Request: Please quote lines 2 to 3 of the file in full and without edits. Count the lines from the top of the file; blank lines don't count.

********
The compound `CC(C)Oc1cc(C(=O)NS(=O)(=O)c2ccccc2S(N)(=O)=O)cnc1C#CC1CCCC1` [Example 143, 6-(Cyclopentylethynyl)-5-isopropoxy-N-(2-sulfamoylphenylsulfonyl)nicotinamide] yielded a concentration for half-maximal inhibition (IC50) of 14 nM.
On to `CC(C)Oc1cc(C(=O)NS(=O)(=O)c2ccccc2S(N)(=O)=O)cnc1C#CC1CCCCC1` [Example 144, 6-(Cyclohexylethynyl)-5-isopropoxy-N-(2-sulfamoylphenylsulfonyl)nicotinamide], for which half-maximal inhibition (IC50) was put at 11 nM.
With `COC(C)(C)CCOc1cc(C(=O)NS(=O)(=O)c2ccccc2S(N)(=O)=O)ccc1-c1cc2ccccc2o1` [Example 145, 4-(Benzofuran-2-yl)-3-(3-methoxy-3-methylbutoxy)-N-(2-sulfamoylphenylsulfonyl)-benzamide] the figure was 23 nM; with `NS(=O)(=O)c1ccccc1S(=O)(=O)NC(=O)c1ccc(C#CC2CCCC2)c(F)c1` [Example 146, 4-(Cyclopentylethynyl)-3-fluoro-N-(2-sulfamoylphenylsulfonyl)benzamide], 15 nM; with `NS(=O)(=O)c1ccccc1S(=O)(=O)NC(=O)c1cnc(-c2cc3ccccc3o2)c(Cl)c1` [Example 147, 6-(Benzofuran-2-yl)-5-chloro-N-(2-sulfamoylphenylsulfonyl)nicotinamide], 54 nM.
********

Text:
On to `CC(C)Oc1cc(C(=O)NS(=O)(=O)c2ccccc2S(N)(=O)=O)cnc1C#CC1CCCCC1` [Example 144, 6-(Cyclohexylethynyl)-5-isopropoxy-N-(2-sulfamoylphenylsulfonyl)nicotinamide], for which half-maximal inhibition (IC50) was put at 11 nM.
With `COC(C)(C)CCOc1cc(C(=O)NS(=O)(=O)c2ccccc2S(N)(=O)=O)ccc1-c1cc2ccccc2o1` [Example 145, 4-(Benzofuran-2-yl)-3-(3-methoxy-3-methylbutoxy)-N-(2-sulfamoylphenylsulfonyl)-benzamide] the figure was 23 nM; with `NS(=O)(=O)c1ccccc1S(=O)(=O)NC(=O)c1ccc(C#CC2CCCC2)c(F)c1` [Example 146, 4-(Cyclopentylethynyl)-3-fluoro-N-(2-sulfamoylphenylsulfonyl)benzamide], 15 nM; with `NS(=O)(=O)c1ccccc1S(=O)(=O)NC(=O)c1cnc(-c2cc3ccccc3o2)c(Cl)c1` [Example 147, 6-(Benzofuran-2-yl)-5-chloro-N-(2-sulfamoylphenylsulfonyl)nicotinamide], 54 nM.